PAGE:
How’s your business this year? Decrease? Most of us, will said yes. Some of us said less than 50%. It’s not happen on you only, but to most of company in the world.
Google, a company that always on big 3 on top Company, have to cut their cost, reduce employee’s recruitment.
I hope you don’t have a same situation as Google or other big companies.
But, life must go on.
You can find an article, as follow.
Google Inc. is slowing down as it grows up.
With revenue growth ebbing, profit margins shrinking and shares flat, Google is curbing hiring and seeking ways to run its sprawling empire more efficiently, according to recruiters, venture capitalists and others familiar with the matter.
New Chief Financial Officer Ruth Porat, who joined the company in late May, is active in the effort. Ms. Porat, who reduced expenses and reallocated capital while CFO of Morgan Stanley, is involved in an internal audit examining costs, revenue and accounting systems, according to one of the people. She is looking to make her mark on what has become a more stable but more complex company, another person said.
Google will offer an update on its expenses on Thursday, when it reports second-quarter financial results after regular trading hours and Ms. Porat is expected to speak during a conference call with Google analysts for the first time. The company declined to comment for this article.
The clearest sign of the new attitude: Google added 1,819 employees in the first quarter, bringing its total to 55,419. That was the smallest increase since the final quarter of 2013; last year, Google added an average of 2,435 employees per quarter.
For many years, Google teams assumed they could add staff each year. Now, Google executives are selecting which groups can hire, based on the company’s strategic priorities. Since late last year, many Google teams have had to submit plans describing how additional employees will produce specific business objectives, such as increased revenue or more users.
For example, Google last year capped hiring at the struggling Google+ social-media division, while the Nest connected-home unit was given more leeway to grow, according to people familiar with the changes.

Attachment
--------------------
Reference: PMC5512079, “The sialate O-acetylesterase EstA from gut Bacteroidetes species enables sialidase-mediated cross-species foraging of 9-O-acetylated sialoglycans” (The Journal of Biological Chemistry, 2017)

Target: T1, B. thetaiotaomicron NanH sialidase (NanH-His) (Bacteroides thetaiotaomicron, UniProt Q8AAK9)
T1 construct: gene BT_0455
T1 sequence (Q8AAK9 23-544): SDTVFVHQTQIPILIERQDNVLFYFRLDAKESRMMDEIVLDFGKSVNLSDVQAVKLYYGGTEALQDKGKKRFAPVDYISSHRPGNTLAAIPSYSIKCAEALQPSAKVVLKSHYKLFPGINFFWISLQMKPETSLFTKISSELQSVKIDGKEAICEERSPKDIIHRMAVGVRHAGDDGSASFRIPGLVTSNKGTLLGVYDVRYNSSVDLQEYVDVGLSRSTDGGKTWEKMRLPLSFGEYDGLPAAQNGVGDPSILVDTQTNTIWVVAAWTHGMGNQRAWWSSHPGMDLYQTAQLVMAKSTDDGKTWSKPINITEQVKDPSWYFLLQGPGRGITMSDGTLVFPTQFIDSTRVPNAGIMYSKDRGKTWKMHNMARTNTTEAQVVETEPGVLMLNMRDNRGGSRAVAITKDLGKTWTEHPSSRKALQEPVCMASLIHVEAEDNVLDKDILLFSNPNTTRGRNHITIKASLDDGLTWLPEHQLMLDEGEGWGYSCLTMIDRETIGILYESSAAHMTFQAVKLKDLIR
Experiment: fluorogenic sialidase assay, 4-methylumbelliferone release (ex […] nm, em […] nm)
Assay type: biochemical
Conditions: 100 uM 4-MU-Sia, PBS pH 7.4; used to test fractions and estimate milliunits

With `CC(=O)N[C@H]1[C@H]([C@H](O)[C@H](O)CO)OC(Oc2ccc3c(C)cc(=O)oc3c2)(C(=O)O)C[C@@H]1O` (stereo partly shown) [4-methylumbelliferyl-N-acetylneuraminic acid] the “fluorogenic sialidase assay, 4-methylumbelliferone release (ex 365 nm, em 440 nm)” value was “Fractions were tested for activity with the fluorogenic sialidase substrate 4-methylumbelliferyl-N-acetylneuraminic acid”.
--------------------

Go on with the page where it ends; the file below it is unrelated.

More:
In one ad-marketing group, new hires are tied to generating revenue, said a person who recently left the group. This person said it was more difficult to get hiring plans approved for 2015 than 2014 because of the changes.
Ali Behnam of technology-recruiting firm Riviera Partners said fewer job candidates are receiving offers from Google, and he sees the company involved in fewer competitive hiring situations than in years past.
“They are larger and they have to watch their costs more,” he said. The company is still aggressive about retaining employees, often offering more equity, he added.
Some employees cite other examples of increased frugality, albeit at a workplace that is luxurious compared with most others. Travel, supplies and events all require more justification or approvals than in the past, according to two people familiar with the changes.
Google is a long way from cutting jobs and the company is still growing. But the scrutiny on expenses is a significant change for a company that long favored expansion and experimentation over bottom-line concerns.
“Google is taking the foot off the gas,” said Carlos Kirjner, an analyst at Bernstein Research. “I don’t think the company has fundamentally changed its philosophy or approach. It has just adjusted.”
The shift comes as Google evolves from an upstart Internet-search provider into a complex, harder-to-manage company. Historically, rapid revenue growth reduced the need to manage expenses so closely. But growth is slowing, while expenses kept climbing.
Google revenue grew 19% in 2014, down from 21% in 2013, 22% in 2012 and 29% in 2011. But operating expenses grew 31% last year, according to S&P Capital IQ; spending on research and development soared 38%.
The result: operating-profit margin declined to 32%, from 38% in 2011, according to Goldman Sachs.
At the same time, Google has branched into new fields, from delivering Internet access from high-altitude balloons to its own wireless service and self-driving cars. Many of these projects aren’t generating significant revenue yet, intensifying investor questions about Google’s spending.
“We do not know if the investments that Google is making are 1) the right investments and 2) if the spend is efficient,” Goldman analysts wrote in a recent note to investors.
Investors have sent Google shares down 3% over the past year, while shares of rivals Apple Inc. and Facebook Inc. rose more than 30%.
Google executives have tried to calm such concerns in recent months.
In a meeting during early December with top shareholders, Chief Executive Larry Page said Google understands the need to balance long-term investments against the risk that a weak stock price will dent employee morale and hurt recruiting and employee retention. The message, according to a person who attended, was that Google will be more disciplined after acquisitions last year increased head count without a similar increase in revenue.
Mr. Page said he looks to Berkshire Hathaway Inc., the insurance-focused conglomerate run by billionaire Warren Buffett, as a model for how to run a large, complex company, according to people who were at the meeting. Mr. Buffett has a cadre of CEOs running operating companies and doles out capital from the holding company to these businesses based on their performance each year.
In January, Google’s then-CFO Patrick Pichette told investors the company would show “discipline and the willingness to throttle back when we reach the limits of what we believe we can manageably absorb.” Mr. Pichette cited Google’s decision to end sales of the initial version of its Glass Internet-connected eyewear, as an example of its discipline.